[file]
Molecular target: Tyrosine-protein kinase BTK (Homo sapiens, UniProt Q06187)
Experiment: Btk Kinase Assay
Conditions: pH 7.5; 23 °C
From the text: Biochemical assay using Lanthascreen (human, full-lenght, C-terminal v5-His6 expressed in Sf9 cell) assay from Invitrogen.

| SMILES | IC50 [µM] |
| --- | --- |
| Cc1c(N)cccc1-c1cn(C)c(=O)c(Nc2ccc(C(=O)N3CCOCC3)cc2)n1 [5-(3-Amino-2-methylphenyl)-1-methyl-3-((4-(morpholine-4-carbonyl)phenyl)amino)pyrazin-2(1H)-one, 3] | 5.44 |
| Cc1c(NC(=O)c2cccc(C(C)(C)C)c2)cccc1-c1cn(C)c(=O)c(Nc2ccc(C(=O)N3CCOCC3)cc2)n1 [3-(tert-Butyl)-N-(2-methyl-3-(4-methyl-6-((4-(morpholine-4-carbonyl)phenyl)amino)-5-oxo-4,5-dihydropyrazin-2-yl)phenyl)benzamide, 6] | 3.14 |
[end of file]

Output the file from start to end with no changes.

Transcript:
Molecular target: Tyrosine-protein kinase BTK (Homo sapiens, UniProt Q06187)
Experiment: Btk Kinase Assay
Conditions: pH 7.5; 23 °C
From the text: Biochemical assay using Lanthascreen (human, full-lenght, C-terminal v5-His6 expressed in Sf9 cell) assay from Invitrogen.

| SMILES | IC50 [µM] |
| --- | --- |
| Cc1c(N)cccc1-c1cn(C)c(=O)c(Nc2ccc(C(=O)N3CCOCC3)cc2)n1 [5-(3-Amino-2-methylphenyl)-1-methyl-3-((4-(morpholine-4-carbonyl)phenyl)amino)pyrazin-2(1H)-one, 3] | 5.44 |
| Cc1c(NC(=O)c2cccc(C(C)(C)C)c2)cccc1-c1cn(C)c(=O)c(Nc2ccc(C(=O)N3CCOCC3)cc2)n1 [3-(tert-Butyl)-N-(2-methyl-3-(4-methyl-6-((4-(morpholine-4-carbonyl)phenyl)amino)-5-oxo-4,5-dihydropyrazin-2-yl)phenyl)benzamide, 6] | 3.14 |